Garcia on Saturday attempted to control the damage inflicted on his office a
day earlier, when he dismissed his chief of staff for apparently orchestrating
a scheme to submit hundreds of fraudulent absentee-ballot requests.
In a news
conference held at his West Miami-Dade office Saturday morning, Garcia, a
Democrat, maintained that he had no knowledge of the failed plot during last
year’s primary election. He said he learned about his campaign’s involvement
only the previous afternoon from chief of staff Jeffrey Garcia, who is
unrelated to the congressman and has long served as his top political
stress how angry I am at these events,” Joe Garcia said Saturday.
He called the
plot “ill-conceived” but added: “I think it was a well-intentioned attempt to
maximize voter turnout.”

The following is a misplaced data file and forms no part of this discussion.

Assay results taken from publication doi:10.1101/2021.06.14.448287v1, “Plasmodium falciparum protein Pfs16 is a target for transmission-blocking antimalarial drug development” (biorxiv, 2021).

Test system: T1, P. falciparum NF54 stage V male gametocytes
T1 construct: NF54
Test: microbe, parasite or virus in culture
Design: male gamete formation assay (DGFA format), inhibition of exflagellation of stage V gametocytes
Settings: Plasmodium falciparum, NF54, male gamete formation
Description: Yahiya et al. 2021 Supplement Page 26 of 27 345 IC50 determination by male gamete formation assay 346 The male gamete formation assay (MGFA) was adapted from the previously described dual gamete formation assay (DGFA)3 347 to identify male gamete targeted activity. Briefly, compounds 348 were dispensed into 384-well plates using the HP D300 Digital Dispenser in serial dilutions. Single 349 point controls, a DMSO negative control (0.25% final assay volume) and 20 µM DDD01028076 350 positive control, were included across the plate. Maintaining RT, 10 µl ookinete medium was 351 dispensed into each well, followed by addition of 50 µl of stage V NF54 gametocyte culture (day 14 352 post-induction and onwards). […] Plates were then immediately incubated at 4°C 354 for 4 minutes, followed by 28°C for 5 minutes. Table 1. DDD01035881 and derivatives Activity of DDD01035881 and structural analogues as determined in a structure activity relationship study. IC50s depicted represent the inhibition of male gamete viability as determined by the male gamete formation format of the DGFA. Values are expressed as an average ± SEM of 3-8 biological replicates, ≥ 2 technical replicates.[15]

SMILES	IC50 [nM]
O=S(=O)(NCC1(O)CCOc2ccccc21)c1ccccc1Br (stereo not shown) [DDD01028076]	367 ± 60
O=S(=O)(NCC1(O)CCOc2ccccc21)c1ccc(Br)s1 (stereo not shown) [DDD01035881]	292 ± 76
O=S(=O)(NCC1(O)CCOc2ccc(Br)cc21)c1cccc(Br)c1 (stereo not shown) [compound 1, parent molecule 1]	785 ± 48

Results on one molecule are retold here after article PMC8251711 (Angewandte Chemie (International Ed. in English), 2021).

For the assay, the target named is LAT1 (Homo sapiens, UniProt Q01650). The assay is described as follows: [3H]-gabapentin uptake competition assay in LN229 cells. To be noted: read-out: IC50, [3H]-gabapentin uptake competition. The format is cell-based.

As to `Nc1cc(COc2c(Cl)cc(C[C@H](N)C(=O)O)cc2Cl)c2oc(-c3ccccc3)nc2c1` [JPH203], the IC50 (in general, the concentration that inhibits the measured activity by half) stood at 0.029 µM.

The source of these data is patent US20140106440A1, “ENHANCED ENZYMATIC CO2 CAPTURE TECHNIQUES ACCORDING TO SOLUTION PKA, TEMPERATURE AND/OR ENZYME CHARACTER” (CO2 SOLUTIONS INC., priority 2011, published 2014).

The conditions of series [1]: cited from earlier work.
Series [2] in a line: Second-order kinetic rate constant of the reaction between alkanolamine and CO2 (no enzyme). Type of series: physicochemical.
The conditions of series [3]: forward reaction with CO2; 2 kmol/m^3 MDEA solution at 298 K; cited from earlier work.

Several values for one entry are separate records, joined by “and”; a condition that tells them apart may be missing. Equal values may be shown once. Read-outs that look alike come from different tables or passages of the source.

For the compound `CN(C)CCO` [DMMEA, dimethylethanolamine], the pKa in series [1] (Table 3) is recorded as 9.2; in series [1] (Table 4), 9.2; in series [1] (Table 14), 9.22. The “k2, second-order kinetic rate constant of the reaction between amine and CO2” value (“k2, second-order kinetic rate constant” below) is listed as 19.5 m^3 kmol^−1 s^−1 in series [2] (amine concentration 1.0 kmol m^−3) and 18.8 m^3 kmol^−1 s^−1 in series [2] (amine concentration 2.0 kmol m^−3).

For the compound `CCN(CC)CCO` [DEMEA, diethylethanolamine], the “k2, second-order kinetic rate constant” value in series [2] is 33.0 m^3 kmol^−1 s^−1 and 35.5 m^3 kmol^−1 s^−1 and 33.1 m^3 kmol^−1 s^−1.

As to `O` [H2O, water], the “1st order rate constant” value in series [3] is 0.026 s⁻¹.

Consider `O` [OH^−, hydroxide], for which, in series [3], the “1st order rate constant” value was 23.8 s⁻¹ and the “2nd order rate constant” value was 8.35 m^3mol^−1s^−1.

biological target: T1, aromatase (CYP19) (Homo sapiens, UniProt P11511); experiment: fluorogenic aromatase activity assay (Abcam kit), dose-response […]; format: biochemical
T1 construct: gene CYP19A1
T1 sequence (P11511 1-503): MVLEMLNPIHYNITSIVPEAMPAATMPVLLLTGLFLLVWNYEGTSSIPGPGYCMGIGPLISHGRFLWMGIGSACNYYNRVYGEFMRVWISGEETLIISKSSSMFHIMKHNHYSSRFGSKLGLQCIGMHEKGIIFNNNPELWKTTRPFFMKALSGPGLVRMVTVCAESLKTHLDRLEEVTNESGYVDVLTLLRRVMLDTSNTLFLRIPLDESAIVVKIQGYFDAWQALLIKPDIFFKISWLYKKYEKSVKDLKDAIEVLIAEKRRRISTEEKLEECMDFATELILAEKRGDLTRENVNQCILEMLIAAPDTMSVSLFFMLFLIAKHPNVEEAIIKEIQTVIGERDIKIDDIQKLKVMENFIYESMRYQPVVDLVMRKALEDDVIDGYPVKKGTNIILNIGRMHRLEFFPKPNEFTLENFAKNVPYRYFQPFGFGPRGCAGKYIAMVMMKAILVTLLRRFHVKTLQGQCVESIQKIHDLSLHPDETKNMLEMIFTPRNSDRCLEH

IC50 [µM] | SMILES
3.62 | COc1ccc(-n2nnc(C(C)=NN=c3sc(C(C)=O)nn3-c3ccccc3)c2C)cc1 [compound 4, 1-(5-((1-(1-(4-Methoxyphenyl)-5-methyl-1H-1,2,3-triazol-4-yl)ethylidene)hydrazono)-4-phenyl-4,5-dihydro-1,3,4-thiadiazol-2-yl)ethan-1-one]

Garcia said he
had been on stage early Friday afternoon at John
Senior High School in West Kendall, shaking the hands of hundreds of graduates,
when he began to get word that something was amiss.
law enforcement officers had raided the family homes of his communications
director, Giancarlo Sopo, 30, and his former campaign manager, John Estes, 26,
searching for computers and other electronic equipment in connection with an
ongoing criminal investigation by the Miami-Dade state attorney’s office into
the phantom ballot requests.
graduation ceremony, Garcia said he met with Jeffrey Garcia, 40, who took
responsibility for the scheme. He then resigned at the congressman’s request.
precipitous events came three months after a Miami Herald investigation found
that hundreds of 2,552 fraudulent online requests for the Aug. 14 primaries
originated from mystery hackers using Internet Protocol addresses in Miami. The Herald found
those requests were clustered and targeted Democratic voters in Congressional
District 26, which stretches from Kendall to Key West and where Garcia was competing
against three other candidates.